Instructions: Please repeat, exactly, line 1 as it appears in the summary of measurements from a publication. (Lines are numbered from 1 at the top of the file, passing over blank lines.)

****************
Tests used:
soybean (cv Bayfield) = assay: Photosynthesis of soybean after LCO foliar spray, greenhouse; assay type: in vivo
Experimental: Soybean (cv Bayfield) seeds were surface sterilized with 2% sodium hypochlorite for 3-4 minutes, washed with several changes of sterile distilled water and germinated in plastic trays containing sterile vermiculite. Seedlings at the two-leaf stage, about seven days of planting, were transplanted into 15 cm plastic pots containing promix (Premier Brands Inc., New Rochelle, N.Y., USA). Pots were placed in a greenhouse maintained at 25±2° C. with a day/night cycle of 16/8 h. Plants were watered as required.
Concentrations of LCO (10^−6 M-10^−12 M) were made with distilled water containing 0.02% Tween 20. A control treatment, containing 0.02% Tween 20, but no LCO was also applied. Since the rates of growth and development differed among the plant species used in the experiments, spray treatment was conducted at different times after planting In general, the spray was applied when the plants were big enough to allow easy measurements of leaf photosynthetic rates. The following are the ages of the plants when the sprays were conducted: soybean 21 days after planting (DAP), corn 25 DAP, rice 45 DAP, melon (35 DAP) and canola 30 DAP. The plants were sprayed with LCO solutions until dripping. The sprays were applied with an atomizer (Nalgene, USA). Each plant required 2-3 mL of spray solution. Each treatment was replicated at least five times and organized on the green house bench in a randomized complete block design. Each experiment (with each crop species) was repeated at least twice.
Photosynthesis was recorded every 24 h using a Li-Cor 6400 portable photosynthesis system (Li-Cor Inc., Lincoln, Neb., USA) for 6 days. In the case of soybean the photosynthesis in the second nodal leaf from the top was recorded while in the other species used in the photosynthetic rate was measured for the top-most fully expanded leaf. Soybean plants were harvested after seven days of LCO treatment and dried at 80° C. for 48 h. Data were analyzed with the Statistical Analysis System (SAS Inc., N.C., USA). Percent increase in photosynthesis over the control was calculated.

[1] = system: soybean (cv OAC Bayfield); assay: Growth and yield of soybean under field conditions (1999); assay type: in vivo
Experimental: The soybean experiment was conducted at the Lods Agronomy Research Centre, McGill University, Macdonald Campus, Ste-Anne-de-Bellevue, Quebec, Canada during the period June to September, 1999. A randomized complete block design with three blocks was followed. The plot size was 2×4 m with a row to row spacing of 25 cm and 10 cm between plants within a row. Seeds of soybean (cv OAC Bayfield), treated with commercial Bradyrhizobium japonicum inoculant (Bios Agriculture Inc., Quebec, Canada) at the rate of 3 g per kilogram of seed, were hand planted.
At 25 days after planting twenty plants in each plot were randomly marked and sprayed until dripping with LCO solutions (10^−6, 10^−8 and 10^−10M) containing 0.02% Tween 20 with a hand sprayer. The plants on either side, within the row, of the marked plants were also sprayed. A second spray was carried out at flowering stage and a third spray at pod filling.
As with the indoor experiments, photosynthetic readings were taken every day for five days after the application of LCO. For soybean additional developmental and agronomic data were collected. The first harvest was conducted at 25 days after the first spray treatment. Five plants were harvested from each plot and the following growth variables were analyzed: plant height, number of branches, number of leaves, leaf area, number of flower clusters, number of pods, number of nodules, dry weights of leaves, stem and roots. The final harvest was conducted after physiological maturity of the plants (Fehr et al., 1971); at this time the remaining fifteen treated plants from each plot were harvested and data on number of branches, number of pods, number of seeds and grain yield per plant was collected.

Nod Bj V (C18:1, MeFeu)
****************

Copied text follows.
Tests used: